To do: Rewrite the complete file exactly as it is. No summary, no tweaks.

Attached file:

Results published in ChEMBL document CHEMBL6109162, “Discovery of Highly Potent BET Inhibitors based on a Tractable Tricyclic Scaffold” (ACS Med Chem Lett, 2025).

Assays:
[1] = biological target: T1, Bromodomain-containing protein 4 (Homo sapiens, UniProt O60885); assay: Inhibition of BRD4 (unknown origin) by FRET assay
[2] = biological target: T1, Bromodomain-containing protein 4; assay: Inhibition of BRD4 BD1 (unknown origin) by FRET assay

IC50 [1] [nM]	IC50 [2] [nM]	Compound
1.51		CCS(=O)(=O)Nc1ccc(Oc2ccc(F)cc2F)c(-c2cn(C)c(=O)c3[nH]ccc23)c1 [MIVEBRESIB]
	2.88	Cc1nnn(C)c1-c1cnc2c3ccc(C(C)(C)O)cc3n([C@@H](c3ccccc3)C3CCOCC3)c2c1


Results published in ChEMBL document CHEMBL6109162, “Discovery of Highly Potent BET Inhibitors based on a Tractable Tricyclic Scaffold” (ACS Med Chem Lett, 2025).

Assays:
[1] = biological target: T1, Bromodomain-containing protein 4 (Homo sapiens, UniProt O60885); assay: Inhibition of BRD4 (unknown origin) by FRET assay
[2] = biological target: T1, Bromodomain-containing protein 4; assay: Inhibition of BRD4 BD1 (unknown origin) by FRET assay

IC50 [1] [nM]	IC50 [2] [nM]	Compound
1.51		CCS(=O)(=O)Nc1ccc(Oc2ccc(F)cc2F)c(-c2cn(C)c(=O)c3[nH]ccc23)c1 [MIVEBRESIB]
	2.88	Cc1nnn(C)c1-c1cnc2c3ccc(C(C)(C)O)cc3n([C@@H](c3ccccc3)C3CCOCC3)c2c1